Personal locator beacons (PLBs), which have been saving the lives of mariners and pilots for years, were recently approved by the FCC for use on land. As of July 2003, a lost person in the continental U.S. can use one without paying a federal fine. So now your worst-case scenario will always end with whatever’s left of you being found. I registered my GyPSI 406 Personal Locator Beacon with Canadian authorities and carried this 17-ounce guardian angel in my photo bag. Once activated, it transmits a 406 MHz signal encoded with a unique number identifying its owner. Orbiting satellites pick up the signal and relay it to search-and-rescue teams within five minutes. ($1,667; 954-981-3333; www.acrelectronics.com)

Bomb a Bear
Tru-Flare’s Bear Bangers are well known in Canada-where this awkward term is used in normal conversation-but are just becoming available in some U.S. markets. Since my bear spray was confiscated at the airport, I bought a box of Bear Bangers, along with a pen-style launcher, before heading into the Yukon. The only grizzlies I saw were 200 feet below the helicopter, but I felt safer having my Bear Bangers ready whenever I ventured alone into the alder. Just screw one onto the launcher, pull back the spring-loaded pin and release it with your thumb. Much louder than a 12-gauge shotgun, the Bear Banger flies about 200 feet before exploding. The company’s flare, which uses the same device, will soon be widely available. ($40 for flares; 360-352-8911; www.truflareamerica.com)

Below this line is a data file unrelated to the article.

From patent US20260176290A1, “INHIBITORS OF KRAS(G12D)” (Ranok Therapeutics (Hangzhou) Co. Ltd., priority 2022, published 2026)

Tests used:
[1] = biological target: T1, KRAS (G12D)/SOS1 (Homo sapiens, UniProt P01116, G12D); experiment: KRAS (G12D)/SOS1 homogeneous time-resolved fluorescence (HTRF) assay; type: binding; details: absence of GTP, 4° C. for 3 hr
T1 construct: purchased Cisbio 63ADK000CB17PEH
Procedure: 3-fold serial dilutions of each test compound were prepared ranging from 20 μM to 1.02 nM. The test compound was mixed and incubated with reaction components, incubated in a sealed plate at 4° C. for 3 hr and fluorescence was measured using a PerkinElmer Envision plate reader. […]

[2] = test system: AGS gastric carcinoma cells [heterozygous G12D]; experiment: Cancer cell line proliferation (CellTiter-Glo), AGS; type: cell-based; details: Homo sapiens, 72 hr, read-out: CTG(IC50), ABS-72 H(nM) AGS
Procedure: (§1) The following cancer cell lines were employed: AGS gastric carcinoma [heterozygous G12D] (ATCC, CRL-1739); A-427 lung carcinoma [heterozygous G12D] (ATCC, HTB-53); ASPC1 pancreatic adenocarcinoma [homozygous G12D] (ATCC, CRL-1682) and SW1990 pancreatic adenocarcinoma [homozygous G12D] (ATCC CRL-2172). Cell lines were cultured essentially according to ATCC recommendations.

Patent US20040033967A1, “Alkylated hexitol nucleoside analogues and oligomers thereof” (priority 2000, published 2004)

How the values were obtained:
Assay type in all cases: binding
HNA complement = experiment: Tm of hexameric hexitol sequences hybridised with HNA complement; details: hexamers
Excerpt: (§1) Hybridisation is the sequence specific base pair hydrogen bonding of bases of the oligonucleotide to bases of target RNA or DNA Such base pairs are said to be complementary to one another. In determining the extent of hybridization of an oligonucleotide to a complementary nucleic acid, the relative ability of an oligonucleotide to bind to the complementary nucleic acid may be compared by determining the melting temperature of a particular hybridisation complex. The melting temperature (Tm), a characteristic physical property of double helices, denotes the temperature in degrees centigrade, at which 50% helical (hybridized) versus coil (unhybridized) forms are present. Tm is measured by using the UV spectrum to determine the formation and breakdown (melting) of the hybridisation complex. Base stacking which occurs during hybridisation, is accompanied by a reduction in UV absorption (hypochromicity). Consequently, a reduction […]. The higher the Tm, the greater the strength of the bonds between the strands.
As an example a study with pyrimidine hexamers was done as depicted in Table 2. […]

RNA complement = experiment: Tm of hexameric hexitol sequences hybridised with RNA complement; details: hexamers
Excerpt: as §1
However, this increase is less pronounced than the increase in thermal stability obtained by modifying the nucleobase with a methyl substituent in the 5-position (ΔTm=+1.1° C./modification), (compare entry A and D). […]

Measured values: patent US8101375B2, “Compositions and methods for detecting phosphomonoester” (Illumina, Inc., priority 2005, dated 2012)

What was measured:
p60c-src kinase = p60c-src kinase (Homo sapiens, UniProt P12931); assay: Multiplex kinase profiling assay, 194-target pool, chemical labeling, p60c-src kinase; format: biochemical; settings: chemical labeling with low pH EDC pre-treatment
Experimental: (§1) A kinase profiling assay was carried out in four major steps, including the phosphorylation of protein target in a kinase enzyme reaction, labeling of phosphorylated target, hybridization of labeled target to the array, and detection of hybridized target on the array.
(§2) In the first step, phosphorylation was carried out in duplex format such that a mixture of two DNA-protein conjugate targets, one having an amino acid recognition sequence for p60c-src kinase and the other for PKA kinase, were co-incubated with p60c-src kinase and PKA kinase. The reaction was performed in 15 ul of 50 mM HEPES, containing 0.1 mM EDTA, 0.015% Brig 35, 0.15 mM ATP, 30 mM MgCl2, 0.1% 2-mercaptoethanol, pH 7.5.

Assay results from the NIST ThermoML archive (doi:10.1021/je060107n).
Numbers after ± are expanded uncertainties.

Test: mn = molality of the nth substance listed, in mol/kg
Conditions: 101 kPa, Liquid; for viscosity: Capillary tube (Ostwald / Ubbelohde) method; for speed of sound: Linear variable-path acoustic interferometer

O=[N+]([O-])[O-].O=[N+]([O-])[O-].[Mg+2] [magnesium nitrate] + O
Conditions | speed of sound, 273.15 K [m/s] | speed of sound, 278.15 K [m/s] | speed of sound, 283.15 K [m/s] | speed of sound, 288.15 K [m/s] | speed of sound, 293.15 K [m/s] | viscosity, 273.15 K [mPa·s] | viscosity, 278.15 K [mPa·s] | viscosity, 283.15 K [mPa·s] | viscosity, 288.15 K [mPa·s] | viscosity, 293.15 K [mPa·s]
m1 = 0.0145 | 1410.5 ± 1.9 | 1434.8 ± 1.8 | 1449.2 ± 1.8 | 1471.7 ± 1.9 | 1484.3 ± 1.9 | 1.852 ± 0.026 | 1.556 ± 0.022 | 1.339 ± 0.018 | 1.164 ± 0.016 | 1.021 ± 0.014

Clotting Powder
No, we weren’t unfortunate enough to have to use QuikClot in the field. We decided to take Z-Medica’s word that the gritty chemical is capable of stopping bleeding. We are, however, impressed that the U.S. Army has enough confidence in thee product to send it along with troops to Afghanistan. QuikClot is a granulated mineral substance (you pour it on) that works by soaking up moisture and getting clotting agents concentrated at the surface of a wound as fast as possible. (About $20; 203-846-2811; www.z-medica.com)

Ice Yourself Down